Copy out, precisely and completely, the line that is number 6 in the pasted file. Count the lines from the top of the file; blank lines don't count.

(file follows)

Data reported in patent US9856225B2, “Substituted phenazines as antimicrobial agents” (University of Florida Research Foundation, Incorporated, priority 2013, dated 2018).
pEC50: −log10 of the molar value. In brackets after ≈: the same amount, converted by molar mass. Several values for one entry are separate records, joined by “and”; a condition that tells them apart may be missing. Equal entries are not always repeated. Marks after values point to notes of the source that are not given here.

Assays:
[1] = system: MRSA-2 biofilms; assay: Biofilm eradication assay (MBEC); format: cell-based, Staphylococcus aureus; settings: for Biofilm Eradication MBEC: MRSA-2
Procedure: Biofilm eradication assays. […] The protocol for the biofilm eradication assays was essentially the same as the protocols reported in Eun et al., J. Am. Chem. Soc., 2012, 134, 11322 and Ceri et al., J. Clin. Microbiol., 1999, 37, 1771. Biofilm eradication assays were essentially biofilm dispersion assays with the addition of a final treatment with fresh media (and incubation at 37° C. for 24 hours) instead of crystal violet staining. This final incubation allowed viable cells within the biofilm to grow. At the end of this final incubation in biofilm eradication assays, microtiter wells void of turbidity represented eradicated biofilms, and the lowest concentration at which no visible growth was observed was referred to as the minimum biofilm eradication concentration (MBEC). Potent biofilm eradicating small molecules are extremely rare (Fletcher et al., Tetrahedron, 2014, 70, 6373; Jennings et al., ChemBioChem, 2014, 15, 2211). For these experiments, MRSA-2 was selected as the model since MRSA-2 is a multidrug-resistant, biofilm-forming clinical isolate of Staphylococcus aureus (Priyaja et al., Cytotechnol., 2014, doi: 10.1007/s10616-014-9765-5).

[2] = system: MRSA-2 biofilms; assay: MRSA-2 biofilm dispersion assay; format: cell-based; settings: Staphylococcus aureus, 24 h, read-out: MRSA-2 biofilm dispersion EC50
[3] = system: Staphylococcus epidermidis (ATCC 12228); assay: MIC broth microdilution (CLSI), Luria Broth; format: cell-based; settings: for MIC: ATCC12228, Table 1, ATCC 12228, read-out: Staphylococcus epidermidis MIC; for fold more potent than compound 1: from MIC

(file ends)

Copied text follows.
[2] = system: MRSA-2 biofilms; assay: MRSA-2 biofilm dispersion assay; format: cell-based; settings: Staphylococcus aureus, 24 h, read-out: MRSA-2 biofilm dispersion EC50